KRON4 journalist Pam Moore takes a look at the Chief Justice's tenure leading California's judicial branch.
Governor Gavin Newsom signed his first state budget on Thursday, which includes nearly $470 million in new judicial branch funding to continue the courts’ steady recovery after years of deep cuts.
Statewide investment in self-help services has helped Alameda Superior Court open a second center.
Find out how the judicial branch is recruiting bilingual professionals at schools, cultural festivals, and interpreting events in other industries.
Today the California State Legislature sent an historic bill to the Governor that will fundamentally change California's pretrial release and detention system.
The budget cuts $200 million from the state court system, though $150 million could be restored if the federal government sends additional aid by the fall.
Video with captions: Chief Justice Cantil-Sakauye announces charge and members of the Pretrial Work Group.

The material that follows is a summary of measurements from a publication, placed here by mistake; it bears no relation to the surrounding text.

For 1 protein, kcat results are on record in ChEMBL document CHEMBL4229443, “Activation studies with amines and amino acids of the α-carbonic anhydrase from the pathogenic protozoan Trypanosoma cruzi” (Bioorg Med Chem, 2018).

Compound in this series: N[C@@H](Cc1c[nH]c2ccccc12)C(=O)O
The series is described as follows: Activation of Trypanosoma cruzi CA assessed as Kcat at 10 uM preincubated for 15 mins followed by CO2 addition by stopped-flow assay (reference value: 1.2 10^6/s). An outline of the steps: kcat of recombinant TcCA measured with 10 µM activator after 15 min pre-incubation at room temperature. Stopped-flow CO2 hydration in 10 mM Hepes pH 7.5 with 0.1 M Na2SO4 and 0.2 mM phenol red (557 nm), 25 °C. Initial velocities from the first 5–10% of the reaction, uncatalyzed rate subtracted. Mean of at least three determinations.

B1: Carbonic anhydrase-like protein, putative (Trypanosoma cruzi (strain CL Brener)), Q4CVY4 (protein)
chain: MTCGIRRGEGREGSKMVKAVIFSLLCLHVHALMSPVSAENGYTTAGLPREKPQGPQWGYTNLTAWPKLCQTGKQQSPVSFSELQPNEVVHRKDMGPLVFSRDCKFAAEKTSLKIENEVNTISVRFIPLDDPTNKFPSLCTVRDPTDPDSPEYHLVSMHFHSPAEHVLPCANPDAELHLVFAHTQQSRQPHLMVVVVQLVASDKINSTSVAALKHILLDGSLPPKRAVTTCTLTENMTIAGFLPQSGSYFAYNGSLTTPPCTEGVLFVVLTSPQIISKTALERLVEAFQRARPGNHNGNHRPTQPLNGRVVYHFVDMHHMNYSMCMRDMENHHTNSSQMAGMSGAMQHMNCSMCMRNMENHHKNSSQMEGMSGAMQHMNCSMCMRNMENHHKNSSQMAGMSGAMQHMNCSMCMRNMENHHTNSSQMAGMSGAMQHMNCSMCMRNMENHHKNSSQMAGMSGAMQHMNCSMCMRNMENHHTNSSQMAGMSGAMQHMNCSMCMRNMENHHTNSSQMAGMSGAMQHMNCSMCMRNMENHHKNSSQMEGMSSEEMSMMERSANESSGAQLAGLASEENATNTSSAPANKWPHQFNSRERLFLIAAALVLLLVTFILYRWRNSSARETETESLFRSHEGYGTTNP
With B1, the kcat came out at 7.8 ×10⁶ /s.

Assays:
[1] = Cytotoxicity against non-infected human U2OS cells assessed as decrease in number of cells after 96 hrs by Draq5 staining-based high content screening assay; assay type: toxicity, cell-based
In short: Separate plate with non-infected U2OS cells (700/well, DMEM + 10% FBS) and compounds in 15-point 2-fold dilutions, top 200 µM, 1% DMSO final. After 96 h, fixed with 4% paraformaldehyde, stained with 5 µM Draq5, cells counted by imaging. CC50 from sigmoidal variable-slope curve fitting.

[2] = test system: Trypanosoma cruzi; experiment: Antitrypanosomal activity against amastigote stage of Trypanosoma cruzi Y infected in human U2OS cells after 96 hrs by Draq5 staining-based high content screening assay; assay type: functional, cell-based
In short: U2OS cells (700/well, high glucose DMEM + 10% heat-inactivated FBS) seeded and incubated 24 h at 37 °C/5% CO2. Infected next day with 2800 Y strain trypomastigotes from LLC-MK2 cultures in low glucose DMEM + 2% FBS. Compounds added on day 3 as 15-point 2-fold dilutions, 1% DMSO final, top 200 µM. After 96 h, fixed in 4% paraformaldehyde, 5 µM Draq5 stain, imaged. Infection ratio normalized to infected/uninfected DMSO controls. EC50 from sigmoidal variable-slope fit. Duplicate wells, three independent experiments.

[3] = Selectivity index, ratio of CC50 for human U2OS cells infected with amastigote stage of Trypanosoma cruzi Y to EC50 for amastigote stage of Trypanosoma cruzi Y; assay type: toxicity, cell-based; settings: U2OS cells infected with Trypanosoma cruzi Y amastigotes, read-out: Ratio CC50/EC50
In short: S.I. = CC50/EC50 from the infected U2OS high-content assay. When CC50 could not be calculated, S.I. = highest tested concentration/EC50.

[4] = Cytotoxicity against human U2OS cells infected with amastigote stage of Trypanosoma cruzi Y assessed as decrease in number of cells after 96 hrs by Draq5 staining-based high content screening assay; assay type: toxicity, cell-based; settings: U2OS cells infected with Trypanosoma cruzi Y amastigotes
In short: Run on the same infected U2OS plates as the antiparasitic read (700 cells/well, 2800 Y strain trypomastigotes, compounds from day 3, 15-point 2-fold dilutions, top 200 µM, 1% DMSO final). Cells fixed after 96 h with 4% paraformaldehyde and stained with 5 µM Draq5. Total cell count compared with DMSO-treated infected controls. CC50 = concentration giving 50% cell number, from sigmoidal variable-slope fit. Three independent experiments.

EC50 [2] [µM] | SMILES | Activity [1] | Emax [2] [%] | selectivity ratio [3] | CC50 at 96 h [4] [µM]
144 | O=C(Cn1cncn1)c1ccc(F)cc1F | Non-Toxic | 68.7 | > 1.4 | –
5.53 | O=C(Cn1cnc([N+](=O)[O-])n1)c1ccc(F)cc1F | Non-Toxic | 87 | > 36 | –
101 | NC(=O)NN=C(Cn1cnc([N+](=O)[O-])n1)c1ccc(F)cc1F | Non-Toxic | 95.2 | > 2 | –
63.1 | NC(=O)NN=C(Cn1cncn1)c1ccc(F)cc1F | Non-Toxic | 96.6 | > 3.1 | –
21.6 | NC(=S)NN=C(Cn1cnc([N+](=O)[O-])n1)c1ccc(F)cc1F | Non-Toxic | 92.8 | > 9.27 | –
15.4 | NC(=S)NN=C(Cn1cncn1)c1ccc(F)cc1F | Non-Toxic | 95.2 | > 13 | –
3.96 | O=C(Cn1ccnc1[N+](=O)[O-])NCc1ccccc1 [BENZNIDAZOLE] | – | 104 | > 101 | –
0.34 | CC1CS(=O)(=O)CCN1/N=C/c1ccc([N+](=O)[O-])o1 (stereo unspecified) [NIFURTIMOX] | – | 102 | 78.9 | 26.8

The Supreme Court of California will begin live webcasting of its early-May three-day oral argument calendar session in San Francisco, beginning May 3. The decision to webcast the court's oral argument calendar sessions was announced by Chief Justice Tani G. Cantil-Sakauye in her 2016 State of the Judiciary Address to a joint session of the California Legislature in March.
Governor Jerry Brown signed a state budget on Wednesday that will help restore court services slashed during the recession, fund courthouse projects, and improve access to justice for millions of Californians.
Facing growing numbers of civil and family law litigants representing themselves, courts are expanding services offered through “self-help” centers.
Every year, nearly 1.2 million people come to self-help centers in California courthouses seeking guidance with civil cases such as divorces, evictions, and restraining orders. While every county court has its own self-help center, nearly a dozen also use JusticeCorps students to help serve users.
Did you know that Spanish is the most requested language by limited-English-proficiency court users?